Because skunks and stink badgers are slow and plodding, their prey largely on insects they can dig out of the ground, or small snakes and mice, and ground-dwelling bird’s eggs. They’re don’t object to nibbling on a bit of vegetation, either.

On another branch of the Carnivora family tree are animals also known for their distinctive markings. These bandit-masked cousins of dogs are among the most adaptable and successful in the order.

Masked marauders with banded tails: Raccoons

Raccoons originally lived only on the North American continent until they were introduced to Europe and Japan by humans. These mischievous masked bandits of the Carnivora order thrive just about wherever they go. One of the reasons for their success is that they enjoy so many different types of food.

Three raccoons in a tree, Toronto, Canada. Photo by Gary J. Wood. Licenced by CC BY-SA 2.0.

Three raccoons in a tree, Toronto, Canada. Photo by Gary J. Wood. Licensed under CC BY-SA 2.0.

Unlike their closest relatives, the red pandas of the Ailuridae family who eat mostly bamboo shoots and leaves, raccoons’ diet is fully omnivorous. A bit surprisingly, they only hunt small mammals like mice in a pinch. Instead, raccoons feast on insects, nuts, berries, bird’s eggs, small amphibians and fish. In fact, their fishing skills could be related to one of their unique behaviors.

Raccoons are known for their unusual “food washing” habit. They’ll hold bits of food in their dextrous little hands, dip the morsels in water and seem to rub it clean. But what they’re actually doing is exploring their food with their fingers. You see, the raccoon’s most finely-tuned sense is their sense of touch. Two-thirds of their cerebral cortex is devoted to tactile sensory information, more than any other animal. Because they have a thick outer layer of skin on their fingers and toes, that sensitivity is diminished. But when wet, the thick layer softens and raccoons regains their tactile sensitivity. Dipping food in water and then feeling it is how raccoons know what they’re eating. And because of this, raccoons in the wild live near water and seem to prefer fishing to other means of finding food. Nevertheless, they’re not too fussy about this. Raccoons manage to make the best of things wherever they are, and they find urban environments to be especially appealing.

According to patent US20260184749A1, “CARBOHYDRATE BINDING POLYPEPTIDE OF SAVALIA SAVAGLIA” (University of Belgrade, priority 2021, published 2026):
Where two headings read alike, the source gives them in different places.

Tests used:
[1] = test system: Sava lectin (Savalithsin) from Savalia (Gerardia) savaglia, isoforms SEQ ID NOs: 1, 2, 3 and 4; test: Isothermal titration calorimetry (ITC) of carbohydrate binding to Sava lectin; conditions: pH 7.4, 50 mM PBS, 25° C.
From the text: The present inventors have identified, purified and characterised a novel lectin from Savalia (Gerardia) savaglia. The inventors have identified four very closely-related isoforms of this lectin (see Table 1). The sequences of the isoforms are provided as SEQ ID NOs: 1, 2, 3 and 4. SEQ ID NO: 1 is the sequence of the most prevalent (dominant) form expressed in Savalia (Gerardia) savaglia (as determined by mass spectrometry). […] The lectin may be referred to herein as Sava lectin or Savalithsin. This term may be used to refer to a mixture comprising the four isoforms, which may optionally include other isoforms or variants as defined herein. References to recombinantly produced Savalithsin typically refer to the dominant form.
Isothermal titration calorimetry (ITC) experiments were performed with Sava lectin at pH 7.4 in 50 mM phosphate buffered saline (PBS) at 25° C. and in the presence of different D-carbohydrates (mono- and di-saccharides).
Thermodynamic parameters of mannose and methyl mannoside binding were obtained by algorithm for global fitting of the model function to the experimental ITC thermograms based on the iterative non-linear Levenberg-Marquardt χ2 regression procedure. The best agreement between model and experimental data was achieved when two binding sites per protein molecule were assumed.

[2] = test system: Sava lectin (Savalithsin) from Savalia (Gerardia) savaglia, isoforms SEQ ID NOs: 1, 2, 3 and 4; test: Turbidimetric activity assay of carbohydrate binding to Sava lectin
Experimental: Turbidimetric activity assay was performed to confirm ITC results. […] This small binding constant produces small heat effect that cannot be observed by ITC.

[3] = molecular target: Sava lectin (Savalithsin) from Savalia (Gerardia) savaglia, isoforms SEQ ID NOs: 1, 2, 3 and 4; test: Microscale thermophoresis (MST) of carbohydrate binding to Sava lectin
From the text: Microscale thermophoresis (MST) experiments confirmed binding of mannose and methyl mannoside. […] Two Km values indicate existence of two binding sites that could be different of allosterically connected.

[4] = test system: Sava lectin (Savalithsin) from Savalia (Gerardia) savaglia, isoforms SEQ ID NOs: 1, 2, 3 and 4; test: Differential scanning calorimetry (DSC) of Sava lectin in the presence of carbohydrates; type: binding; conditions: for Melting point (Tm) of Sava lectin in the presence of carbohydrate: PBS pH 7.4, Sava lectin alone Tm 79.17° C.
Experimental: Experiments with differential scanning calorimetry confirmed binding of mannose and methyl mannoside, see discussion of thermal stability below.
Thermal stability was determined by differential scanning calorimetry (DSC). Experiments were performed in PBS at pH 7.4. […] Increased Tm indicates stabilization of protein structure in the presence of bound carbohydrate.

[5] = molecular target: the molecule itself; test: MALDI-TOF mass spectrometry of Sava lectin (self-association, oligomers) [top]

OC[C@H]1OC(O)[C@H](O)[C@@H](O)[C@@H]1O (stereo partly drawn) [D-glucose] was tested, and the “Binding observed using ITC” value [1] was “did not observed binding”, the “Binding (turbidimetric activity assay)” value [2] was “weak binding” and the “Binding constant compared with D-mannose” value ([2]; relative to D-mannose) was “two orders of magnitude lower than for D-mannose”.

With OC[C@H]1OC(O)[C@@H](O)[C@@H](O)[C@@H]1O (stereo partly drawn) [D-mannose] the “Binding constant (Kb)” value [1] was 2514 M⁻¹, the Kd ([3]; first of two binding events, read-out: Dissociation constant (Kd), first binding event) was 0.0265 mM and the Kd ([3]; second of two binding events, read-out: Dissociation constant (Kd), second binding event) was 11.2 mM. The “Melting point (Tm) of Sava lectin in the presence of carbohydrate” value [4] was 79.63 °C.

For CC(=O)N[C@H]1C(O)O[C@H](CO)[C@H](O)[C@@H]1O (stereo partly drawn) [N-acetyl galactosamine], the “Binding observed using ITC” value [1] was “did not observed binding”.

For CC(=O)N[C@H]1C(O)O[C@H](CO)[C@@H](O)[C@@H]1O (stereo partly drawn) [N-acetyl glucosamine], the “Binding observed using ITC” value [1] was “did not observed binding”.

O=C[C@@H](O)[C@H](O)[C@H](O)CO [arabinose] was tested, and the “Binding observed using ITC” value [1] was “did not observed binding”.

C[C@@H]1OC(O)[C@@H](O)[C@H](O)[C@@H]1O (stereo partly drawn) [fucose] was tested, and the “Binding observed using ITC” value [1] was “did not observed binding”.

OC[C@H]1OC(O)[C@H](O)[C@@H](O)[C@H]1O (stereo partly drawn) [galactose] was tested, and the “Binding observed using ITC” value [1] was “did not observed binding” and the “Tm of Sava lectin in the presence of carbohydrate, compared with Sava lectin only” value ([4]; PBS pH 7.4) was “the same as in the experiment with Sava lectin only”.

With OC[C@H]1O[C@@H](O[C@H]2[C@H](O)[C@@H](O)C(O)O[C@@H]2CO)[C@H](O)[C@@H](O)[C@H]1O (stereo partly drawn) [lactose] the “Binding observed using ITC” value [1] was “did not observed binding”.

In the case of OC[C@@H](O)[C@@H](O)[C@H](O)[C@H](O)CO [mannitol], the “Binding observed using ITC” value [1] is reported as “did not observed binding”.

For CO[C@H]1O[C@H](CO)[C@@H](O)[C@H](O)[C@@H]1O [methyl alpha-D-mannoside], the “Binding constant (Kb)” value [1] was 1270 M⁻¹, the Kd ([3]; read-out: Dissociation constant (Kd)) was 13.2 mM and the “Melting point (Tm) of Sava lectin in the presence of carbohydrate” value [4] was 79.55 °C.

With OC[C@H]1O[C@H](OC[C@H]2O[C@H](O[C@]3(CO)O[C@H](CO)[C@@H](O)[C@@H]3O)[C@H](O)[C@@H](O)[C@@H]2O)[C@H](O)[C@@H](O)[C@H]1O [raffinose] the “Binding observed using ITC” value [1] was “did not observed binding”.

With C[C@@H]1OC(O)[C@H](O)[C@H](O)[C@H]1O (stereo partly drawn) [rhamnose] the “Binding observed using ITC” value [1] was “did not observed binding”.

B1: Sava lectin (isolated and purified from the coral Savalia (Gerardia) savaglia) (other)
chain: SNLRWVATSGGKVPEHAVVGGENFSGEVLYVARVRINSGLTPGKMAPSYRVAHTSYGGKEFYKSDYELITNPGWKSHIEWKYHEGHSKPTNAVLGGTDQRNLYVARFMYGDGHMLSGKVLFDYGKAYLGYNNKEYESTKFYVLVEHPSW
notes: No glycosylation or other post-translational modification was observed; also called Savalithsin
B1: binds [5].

As many of us know, raccoons are successful urban dwellers. Raccoons have high tolerance to disturbance, are natural explorers, and don’t mind trying new things. Traffic noise, pavement, humans chasing them off picnic tables, and having to find new homes when a dog discovers where they live are no problem to raccoons. Their unflappability, along with being happy omnivores, are the characteristics most important for wildlife to adapt to city life. As pesky as they may be at times, remember, they’re keeping insect and reptile populations under control, even if they do raid your garbage bin from time to time. Raccoon populations, unlike so many other families of the Caniformia suborder, are healthy and thriving because they’re so adaptable.

Have you noticed something about the fur markings of members of the Caniformia suborder? With the exceptions of raccoons, red and giant pandas, skunks and badgers, few species of this suborder have distinguishing markings. Now consider the members of the cat-like Feliformia suborder. Stripes, spots and swirls are practically guaranteed with the cats! But that difference between the dog-like and cat-like families is just skimming the surface.

Let’s explore the cousins of cats in depth in Part 3 of this series.